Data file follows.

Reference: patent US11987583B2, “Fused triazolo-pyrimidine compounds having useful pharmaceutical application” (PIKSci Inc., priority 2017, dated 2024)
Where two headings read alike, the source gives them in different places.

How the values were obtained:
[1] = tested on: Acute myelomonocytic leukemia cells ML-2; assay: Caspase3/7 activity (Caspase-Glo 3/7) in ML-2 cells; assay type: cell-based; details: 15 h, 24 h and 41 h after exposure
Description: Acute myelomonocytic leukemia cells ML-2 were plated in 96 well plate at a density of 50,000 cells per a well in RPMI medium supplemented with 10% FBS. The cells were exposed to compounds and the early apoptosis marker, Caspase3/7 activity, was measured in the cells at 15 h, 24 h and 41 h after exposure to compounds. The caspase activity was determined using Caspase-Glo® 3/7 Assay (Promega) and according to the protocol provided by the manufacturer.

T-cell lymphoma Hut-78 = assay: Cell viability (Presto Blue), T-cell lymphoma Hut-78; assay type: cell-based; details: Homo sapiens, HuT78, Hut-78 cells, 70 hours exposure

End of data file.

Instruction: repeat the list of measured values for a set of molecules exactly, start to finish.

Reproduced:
Reference: patent US11987583B2, “Fused triazolo-pyrimidine compounds having useful pharmaceutical application” (PIKSci Inc., priority 2017, dated 2024)
Where two headings read alike, the source gives them in different places.

How the values were obtained:
[1] = tested on: Acute myelomonocytic leukemia cells ML-2; assay: Caspase3/7 activity (Caspase-Glo 3/7) in ML-2 cells; assay type: cell-based; details: 15 h, 24 h and 41 h after exposure
Description: Acute myelomonocytic leukemia cells ML-2 were plated in 96 well plate at a density of 50,000 cells per a well in RPMI medium supplemented with 10% FBS. The cells were exposed to compounds and the early apoptosis marker, Caspase3/7 activity, was measured in the cells at 15 h, 24 h and 41 h after exposure to compounds. The caspase activity was determined using Caspase-Glo® 3/7 Assay (Promega) and according to the protocol provided by the manufacturer.

T-cell lymphoma Hut-78 = assay: Cell viability (Presto Blue), T-cell lymphoma Hut-78; assay type: cell-based; details: Homo sapiens, HuT78, Hut-78 cells, 70 hours exposure